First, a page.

Kolb Shaky in Flight Night Debut

Kolb Shaky in Flight Night Debut

It doesn't take an expert to make that observation, but the fact is Kevin Kolb did not impress last night. There's really no sugar coating it. He stank. He was unable to find open receivers, missed a few throws, got flushed out of the pocket a few times, and by the time his day was finished, he seemed hesitant to even release the ball. Downright brutal to watch.

This is not turning into a pleasant report on the Eagles' second annual Flight Night practice at the Linc. Surely there must be something positive to take away from the event. I dunno, maybe the festive atmosphere?

For starters, let's consider the fact that the first team offense was without its numbers one and two wide receivers. No DeSean Jackson. No Jeremy Maclin. Obviously the potential exists for the same scenario to exist in a meaningful game, and he'll need to handle it far better then. For the time being, we can probably give the young quarterback the benefit of the doubt, and chalk up some of the struggles to practicing with the B team.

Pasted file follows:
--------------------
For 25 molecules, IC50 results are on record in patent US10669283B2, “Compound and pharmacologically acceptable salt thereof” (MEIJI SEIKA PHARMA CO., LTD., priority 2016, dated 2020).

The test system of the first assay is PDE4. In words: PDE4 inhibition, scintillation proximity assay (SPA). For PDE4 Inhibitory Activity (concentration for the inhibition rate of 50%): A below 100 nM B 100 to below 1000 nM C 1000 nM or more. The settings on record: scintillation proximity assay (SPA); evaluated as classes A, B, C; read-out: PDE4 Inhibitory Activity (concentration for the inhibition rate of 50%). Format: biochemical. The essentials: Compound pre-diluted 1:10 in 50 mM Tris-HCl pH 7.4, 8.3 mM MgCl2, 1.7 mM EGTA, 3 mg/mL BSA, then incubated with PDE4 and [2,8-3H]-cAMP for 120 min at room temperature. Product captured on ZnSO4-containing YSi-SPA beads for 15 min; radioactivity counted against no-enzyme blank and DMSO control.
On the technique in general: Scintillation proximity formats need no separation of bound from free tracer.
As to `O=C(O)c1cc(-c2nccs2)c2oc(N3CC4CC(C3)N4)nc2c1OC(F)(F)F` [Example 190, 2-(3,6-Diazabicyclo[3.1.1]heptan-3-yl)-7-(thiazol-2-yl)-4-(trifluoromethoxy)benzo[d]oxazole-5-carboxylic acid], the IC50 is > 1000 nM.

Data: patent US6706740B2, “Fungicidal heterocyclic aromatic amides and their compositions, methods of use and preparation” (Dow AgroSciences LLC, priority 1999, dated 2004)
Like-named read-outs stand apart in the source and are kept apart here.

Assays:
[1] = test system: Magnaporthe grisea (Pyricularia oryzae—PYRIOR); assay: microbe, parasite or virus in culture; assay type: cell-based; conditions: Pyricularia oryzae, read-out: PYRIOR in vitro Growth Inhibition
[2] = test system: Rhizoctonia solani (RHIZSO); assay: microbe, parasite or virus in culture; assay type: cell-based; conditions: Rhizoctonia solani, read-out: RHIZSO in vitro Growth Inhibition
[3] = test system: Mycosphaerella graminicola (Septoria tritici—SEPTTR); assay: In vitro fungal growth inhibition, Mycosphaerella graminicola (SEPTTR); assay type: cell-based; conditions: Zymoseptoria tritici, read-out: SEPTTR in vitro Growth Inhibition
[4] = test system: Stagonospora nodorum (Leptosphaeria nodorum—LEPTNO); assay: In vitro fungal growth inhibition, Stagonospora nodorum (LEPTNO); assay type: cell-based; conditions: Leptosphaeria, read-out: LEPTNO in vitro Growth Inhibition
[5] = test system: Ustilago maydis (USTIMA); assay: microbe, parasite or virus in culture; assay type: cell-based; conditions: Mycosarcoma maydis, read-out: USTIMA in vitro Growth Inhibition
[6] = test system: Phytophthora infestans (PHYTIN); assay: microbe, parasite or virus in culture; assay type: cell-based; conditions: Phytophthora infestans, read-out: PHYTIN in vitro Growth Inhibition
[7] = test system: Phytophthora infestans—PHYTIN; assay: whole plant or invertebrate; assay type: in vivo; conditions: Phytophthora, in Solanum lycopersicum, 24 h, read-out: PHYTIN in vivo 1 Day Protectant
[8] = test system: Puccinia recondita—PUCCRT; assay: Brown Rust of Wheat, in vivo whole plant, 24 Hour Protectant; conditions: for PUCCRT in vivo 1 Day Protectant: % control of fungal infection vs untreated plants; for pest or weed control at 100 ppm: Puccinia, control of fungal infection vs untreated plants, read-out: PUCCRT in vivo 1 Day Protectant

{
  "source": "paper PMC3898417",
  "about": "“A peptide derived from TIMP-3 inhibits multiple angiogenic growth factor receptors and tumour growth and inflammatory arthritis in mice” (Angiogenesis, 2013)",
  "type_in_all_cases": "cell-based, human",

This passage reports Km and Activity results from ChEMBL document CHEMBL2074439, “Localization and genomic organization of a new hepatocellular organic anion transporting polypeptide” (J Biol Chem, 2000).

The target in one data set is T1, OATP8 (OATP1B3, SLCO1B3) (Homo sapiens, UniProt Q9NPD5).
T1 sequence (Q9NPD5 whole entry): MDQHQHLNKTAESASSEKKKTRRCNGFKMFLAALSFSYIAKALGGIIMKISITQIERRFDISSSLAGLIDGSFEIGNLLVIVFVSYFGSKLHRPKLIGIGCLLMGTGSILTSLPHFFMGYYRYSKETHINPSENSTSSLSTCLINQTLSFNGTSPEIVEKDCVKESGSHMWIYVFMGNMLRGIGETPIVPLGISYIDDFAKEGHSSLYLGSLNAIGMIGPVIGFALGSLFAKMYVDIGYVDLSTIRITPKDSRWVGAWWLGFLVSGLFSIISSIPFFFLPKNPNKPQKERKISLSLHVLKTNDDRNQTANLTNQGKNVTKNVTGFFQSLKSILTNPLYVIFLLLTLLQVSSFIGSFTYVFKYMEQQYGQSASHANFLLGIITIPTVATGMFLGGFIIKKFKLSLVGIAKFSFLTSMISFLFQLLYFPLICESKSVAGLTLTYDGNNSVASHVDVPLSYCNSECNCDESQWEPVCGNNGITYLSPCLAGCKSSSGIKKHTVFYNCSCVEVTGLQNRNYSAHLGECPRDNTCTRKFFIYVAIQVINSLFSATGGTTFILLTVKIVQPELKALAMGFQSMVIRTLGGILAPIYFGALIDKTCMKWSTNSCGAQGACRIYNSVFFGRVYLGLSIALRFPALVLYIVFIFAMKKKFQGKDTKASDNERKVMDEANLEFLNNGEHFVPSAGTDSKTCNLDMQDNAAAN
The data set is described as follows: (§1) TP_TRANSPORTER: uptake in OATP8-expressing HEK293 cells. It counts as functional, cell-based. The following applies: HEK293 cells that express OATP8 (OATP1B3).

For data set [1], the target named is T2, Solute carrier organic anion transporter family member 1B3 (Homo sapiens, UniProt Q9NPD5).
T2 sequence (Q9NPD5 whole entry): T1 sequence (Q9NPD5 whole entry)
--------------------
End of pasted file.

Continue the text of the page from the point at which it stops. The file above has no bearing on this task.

Protection was also an issue on a few snaps, particularly early on. The defensive line was definitely putting some pressure on Kolb, and there were at least a couple times where he probably would have taken a sack in a real situation. Again, the O-line is a bit of a question mark, and the quarterback will need to deal with it. Perhaps Kolb should have gotten rid of the ball sooner a few times.

Most importantly, it was just a practice. There's nothing here to get really fired up about, but it was certainly disappointing. In fact, you might go so far as to say the lack of success by the first team offense put a damper on the entire evening.

Vick... Looked Pretty Good, Actually

I spent a lot of time watching the quarterbacks. It was easiest, number one, and I'm lazy. It's also difficult to take much away from most of the other positions during such a casual practice. No hitting, and all.

As bad as Kolb was, it wasn't very hard for anybody to outshine him. I felt Vick accomplished that and more. Sure, he was carving up the second string defense, but he did it while playing within the offense. He showed recognition, moving through his progressions before taking off. He showed anticipation, hitting at least a couple of receivers as they turned around or made their break. He wasn't bad running around either, deftly avoiding the pressure and following with decent throws downfield.